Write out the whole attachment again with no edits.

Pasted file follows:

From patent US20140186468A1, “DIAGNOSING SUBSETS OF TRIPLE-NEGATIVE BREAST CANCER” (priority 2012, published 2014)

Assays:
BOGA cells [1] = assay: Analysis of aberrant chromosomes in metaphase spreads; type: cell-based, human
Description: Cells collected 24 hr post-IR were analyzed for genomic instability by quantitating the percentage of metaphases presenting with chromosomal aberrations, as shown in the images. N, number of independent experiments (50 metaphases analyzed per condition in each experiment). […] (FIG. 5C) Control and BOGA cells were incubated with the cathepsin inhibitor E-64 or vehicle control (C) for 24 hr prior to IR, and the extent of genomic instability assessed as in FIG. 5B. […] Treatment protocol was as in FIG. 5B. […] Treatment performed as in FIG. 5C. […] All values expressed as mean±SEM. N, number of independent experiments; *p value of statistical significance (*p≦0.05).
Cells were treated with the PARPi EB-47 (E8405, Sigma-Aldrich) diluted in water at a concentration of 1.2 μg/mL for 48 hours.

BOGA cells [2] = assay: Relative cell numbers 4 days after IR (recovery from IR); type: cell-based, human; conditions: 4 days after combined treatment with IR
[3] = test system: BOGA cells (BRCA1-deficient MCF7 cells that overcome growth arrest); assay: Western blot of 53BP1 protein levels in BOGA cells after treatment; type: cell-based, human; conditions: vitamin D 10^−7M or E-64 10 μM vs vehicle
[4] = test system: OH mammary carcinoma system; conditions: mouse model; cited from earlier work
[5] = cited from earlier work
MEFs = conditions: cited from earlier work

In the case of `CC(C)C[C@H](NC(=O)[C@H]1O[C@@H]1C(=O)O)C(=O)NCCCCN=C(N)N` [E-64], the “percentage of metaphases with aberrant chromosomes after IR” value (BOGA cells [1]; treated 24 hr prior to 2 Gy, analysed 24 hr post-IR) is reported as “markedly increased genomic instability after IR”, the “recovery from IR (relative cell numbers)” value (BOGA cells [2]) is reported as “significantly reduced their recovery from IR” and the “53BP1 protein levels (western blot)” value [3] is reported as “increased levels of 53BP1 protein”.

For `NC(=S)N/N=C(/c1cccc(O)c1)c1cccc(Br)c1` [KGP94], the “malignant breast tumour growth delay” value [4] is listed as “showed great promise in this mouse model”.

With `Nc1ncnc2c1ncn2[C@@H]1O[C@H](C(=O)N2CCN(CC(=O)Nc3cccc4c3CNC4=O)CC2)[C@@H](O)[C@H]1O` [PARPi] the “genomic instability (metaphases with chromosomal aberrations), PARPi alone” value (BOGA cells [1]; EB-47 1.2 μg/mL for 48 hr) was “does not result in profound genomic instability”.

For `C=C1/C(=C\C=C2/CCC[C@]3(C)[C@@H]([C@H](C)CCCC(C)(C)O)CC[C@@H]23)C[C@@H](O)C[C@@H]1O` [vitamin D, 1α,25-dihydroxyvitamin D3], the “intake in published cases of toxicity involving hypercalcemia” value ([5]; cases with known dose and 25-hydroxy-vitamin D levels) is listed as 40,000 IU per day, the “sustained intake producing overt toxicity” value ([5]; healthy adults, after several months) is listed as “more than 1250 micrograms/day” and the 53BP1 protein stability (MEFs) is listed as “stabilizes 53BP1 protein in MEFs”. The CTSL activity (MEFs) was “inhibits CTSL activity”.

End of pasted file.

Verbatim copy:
From patent US20140186468A1, “DIAGNOSING SUBSETS OF TRIPLE-NEGATIVE BREAST CANCER” (priority 2012, published 2014)

Assays:
BOGA cells [1] = assay: Analysis of aberrant chromosomes in metaphase spreads; type: cell-based, human
Description: Cells collected 24 hr post-IR were analyzed for genomic instability by quantitating the percentage of metaphases presenting with chromosomal aberrations, as shown in the images. N, number of independent experiments (50 metaphases analyzed per condition in each experiment). […] (FIG. 5C) Control and BOGA cells were incubated with the cathepsin inhibitor E-64 or vehicle control (C) for 24 hr prior to IR, and the extent of genomic instability assessed as in FIG. 5B. […] Treatment protocol was as in FIG. 5B. […] Treatment performed as in FIG. 5C. […] All values expressed as mean±SEM. N, number of independent experiments; *p value of statistical significance (*p≦0.05).
Cells were treated with the PARPi EB-47 (E8405, Sigma-Aldrich) diluted in water at a concentration of 1.2 μg/mL for 48 hours.

BOGA cells [2] = assay: Relative cell numbers 4 days after IR (recovery from IR); type: cell-based, human; conditions: 4 days after combined treatment with IR
[3] = test system: BOGA cells (BRCA1-deficient MCF7 cells that overcome growth arrest); assay: Western blot of 53BP1 protein levels in BOGA cells after treatment; type: cell-based, human; conditions: vitamin D 10^−7M or E-64 10 μM vs vehicle
[4] = test system: OH mammary carcinoma system; conditions: mouse model; cited from earlier work
[5] = cited from earlier work
MEFs = conditions: cited from earlier work

In the case of `CC(C)C[C@H](NC(=O)[C@H]1O[C@@H]1C(=O)O)C(=O)NCCCCN=C(N)N` [E-64], the “percentage of metaphases with aberrant chromosomes after IR” value (BOGA cells [1]; treated 24 hr prior to 2 Gy, analysed 24 hr post-IR) is reported as “markedly increased genomic instability after IR”, the “recovery from IR (relative cell numbers)” value (BOGA cells [2]) is reported as “significantly reduced their recovery from IR” and the “53BP1 protein levels (western blot)” value [3] is reported as “increased levels of 53BP1 protein”.

For `NC(=S)N/N=C(/c1cccc(O)c1)c1cccc(Br)c1` [KGP94], the “malignant breast tumour growth delay” value [4] is listed as “showed great promise in this mouse model”.

With `Nc1ncnc2c1ncn2[C@@H]1O[C@H](C(=O)N2CCN(CC(=O)Nc3cccc4c3CNC4=O)CC2)[C@@H](O)[C@H]1O` [PARPi] the “genomic instability (metaphases with chromosomal aberrations), PARPi alone” value (BOGA cells [1]; EB-47 1.2 μg/mL for 48 hr) was “does not result in profound genomic instability”.

For `C=C1/C(=C\C=C2/CCC[C@]3(C)[C@@H]([C@H](C)CCCC(C)(C)O)CC[C@@H]23)C[C@@H](O)C[C@@H]1O` [vitamin D, 1α,25-dihydroxyvitamin D3], the “intake in published cases of toxicity involving hypercalcemia” value ([5]; cases with known dose and 25-hydroxy-vitamin D levels) is listed as 40,000 IU per day, the “sustained intake producing overt toxicity” value ([5]; healthy adults, after several months) is listed as “more than 1250 micrograms/day” and the 53BP1 protein stability (MEFs) is listed as “stabilizes 53BP1 protein in MEFs”. The CTSL activity (MEFs) was “inhibits CTSL activity”.